- Bush's camp portrayed him as a man deep in planning for the presidency, victory nearly assured. ''The vote on Tuesday night showed Governor Bush won Florida's election, and a recount now confirmed his victory,'' spokeswoman Karen Hughes said in a statement released at 5:30 a.m. EST, catching the first wave of the media cycle.
- Strategists eyed other close-voting states in case Florida falls to Gore. Republicans in Wisconsin said they found ballot irregularities. And Baker, speaking of recount drives, said ominously: ''That game can be played'' by both sides.
- Bush aides said Gore should concede the state and the White House if the initial recount and next week's certification show Bush ahead. ''We certainly hope that in the best interest of the country the vice president will think carefully about his talk of lawsuits and endless recounts,'' Hughes said.
An unofficial tally by The Associated Press in Florida's 67 counties showed the Texas governor with a 327-vote lead. State officials said their recount showed Bush leading by 960 votes with one county left. That was Palm Beach County, where the AP showed a big Gore gain.
Not counting the Sunshine State, Bush had won 29 states for 246 electoral votes. Gore, who added Oregon to his victory column Friday, had won 19 states plus the District of Columbia for 262, with 270 needed for victory. New Mexico, with five electoral votes, remained too close to call.
Gore's lead in New Mexico was down to about 100 Friday night.
The incomplete national popular vote totals showed Gore leading Bush by 218,441 votes: 49,244,746 to 49,026,305 - about 48 percent each.
Despite the show of confidence, Bush said it's ''a little early'' for him to contact the outgoing Clinton administration about the mechanics of transition. He also tabled plans to resign as Texas governor and hand the reins to his Republican lieutenant governor during the transition; that decision will wait until after the election is resolved, aides said.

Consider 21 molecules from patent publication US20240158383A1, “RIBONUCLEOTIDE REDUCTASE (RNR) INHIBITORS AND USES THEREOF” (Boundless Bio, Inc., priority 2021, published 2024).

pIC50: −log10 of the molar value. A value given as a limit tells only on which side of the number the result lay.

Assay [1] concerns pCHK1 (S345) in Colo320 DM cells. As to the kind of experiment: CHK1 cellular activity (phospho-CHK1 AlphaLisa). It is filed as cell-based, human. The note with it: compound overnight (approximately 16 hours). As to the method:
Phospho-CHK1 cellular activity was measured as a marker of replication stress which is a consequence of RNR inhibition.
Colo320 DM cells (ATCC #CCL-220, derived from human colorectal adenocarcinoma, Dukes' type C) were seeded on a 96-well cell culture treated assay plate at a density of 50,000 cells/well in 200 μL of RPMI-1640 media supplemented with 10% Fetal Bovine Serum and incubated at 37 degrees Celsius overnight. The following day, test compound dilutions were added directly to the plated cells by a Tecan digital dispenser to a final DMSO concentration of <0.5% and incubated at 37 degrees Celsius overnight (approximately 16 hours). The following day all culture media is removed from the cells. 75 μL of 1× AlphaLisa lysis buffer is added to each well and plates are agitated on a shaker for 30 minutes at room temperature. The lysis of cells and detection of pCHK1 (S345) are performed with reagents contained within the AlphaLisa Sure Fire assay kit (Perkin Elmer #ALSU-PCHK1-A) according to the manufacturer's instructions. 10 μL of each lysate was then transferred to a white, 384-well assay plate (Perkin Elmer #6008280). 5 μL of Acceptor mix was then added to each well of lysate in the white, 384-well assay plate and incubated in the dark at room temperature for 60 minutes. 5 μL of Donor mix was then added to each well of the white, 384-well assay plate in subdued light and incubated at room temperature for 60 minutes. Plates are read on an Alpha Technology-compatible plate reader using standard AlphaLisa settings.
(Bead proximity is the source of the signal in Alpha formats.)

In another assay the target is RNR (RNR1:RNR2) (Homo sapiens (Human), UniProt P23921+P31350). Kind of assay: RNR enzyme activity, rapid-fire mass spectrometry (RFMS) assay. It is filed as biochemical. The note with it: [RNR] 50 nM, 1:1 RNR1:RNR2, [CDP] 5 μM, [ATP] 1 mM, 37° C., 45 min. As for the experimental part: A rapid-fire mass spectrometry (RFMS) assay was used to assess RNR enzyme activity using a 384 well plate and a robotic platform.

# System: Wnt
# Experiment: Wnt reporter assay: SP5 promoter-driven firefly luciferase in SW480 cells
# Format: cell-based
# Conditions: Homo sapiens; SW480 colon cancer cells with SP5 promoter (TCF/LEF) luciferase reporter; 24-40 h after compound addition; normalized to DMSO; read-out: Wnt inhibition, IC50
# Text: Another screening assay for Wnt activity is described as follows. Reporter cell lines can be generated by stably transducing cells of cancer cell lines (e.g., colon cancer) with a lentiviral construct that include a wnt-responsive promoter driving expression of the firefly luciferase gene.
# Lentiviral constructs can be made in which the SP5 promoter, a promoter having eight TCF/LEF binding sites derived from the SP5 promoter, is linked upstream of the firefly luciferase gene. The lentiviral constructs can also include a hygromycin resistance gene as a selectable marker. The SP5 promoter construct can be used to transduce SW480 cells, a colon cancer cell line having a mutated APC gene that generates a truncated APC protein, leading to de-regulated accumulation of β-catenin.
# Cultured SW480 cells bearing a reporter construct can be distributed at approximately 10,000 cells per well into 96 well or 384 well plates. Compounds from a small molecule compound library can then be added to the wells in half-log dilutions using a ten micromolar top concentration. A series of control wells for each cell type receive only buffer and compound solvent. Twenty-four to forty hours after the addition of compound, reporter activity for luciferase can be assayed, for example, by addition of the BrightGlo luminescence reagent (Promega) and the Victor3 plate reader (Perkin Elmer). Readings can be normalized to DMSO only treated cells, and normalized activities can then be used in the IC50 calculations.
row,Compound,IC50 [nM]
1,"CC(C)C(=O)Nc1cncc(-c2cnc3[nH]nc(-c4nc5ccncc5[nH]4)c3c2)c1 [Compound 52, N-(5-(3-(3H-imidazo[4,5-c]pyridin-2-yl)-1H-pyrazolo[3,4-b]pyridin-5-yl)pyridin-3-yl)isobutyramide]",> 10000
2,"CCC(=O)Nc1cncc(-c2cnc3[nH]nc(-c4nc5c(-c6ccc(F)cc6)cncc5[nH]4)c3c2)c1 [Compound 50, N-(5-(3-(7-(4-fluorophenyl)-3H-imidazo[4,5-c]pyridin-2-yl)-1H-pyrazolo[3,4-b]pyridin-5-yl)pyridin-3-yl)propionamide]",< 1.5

The aides said Bush adviser Larry Lindsey was likely to be offered the job of treasury secretary or chief White House economist if Bush is elected.
As he met with Lindsey and other advisers about the transition, two noisy groups of protesters shouted rival messages outside the Governor's Mansion in Austin. ''No Fuzzy Election'' read some anti-Bush signs. The governor's supporters chanted, ''The people have spoken.''
For his part, Gore was at the vice president's residence in Washington, where he played touch football with his family. He talked of winning, then added with a smile: ''I'm talking about the touch football game.''
His Democratic allies were not so optimistic about the presidential race, and many were opposed to legal action.
''I think everybody is waiting to see what happens but the general feeling is that Bush will probably win,'' said Gene Bushmann, former chairman of the Missouri Democratic Party. He praised Gore's effort, but said, ''I think going to the lawsuit stage would be too much.''
Former Arkansas Sen. Dale Bumpers said Gore should consider calling it quits after Florida's absentee ballots are counted.
''There might come a time when the vice president would be well served to say the country's interest is more important than the interests of one person or political party, and go ahead and concede,'' Bumpers said.
Hodges said Gore has a right to seek recounts, but doubted that a legal challenge of confusing Palm Beach ballots would work. ''Generally, most successful challenges have been on fraud,'' he said.
''I'd advise we exhaust all other remedies before we attempt any consideration of a court challenge,'' said Senate Democratic leader Tom Daschle of South Dakota.
Though still talking legal action, Gore's team was using softer tones than a day earlier.
The campaign's legal experts ''feel strongly'' that the ballot used Election Day in Palm Beach County was unlawful, Daley said. ''We'll see what actions follow out of that.''
Latest Florida Recount Numbers
.c The Associated Press
With votes in all 67 counties recounted, the tally collected by The Associated Press shows Republican George W. Bush leading Democrat Al Gore by 327 votes. Gore has a net gain of 2,520 votes from the election night count. Bush has a net gain of 1,063 votes. The last count of all 67 counties before the recount showed Bush leading Gore by 1,784 votes.